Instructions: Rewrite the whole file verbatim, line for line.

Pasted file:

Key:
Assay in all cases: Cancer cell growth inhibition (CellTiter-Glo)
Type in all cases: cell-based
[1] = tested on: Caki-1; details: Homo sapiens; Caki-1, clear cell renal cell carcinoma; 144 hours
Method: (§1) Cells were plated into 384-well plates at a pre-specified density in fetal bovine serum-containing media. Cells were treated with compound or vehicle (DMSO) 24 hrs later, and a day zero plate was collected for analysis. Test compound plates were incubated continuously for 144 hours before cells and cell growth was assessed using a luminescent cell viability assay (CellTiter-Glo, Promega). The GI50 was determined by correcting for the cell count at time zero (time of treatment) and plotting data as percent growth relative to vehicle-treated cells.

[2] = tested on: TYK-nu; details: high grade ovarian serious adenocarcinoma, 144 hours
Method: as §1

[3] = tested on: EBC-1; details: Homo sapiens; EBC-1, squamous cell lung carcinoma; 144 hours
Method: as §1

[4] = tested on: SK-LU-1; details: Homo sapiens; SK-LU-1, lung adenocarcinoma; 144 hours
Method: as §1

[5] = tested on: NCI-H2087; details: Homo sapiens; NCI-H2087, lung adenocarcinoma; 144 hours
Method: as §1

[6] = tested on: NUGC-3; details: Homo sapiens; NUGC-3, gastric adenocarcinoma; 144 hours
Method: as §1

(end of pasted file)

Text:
Key:
Assay in all cases: Cancer cell growth inhibition (CellTiter-Glo)
Type in all cases: cell-based
[1] = tested on: Caki-1; details: Homo sapiens; Caki-1, clear cell renal cell carcinoma; 144 hours
Method: (§1) Cells were plated into 384-well plates at a pre-specified density in fetal bovine serum-containing media. Cells were treated with compound or vehicle (DMSO) 24 hrs later, and a day zero plate was collected for analysis. Test compound plates were incubated continuously for 144 hours before cells and cell growth was assessed using a luminescent cell viability assay (CellTiter-Glo, Promega). The GI50 was determined by correcting for the cell count at time zero (time of treatment) and plotting data as percent growth relative to vehicle-treated cells.

[2] = tested on: TYK-nu; details: high grade ovarian serious adenocarcinoma, 144 hours
Method: as §1

[3] = tested on: EBC-1; details: Homo sapiens; EBC-1, squamous cell lung carcinoma; 144 hours
Method: as §1

[4] = tested on: SK-LU-1; details: Homo sapiens; SK-LU-1, lung adenocarcinoma; 144 hours
Method: as §1

[5] = tested on: NCI-H2087; details: Homo sapiens; NCI-H2087, lung adenocarcinoma; 144 hours
Method: as §1

[6] = tested on: NUGC-3; details: Homo sapiens; NUGC-3, gastric adenocarcinoma; 144 hours
Method: as §1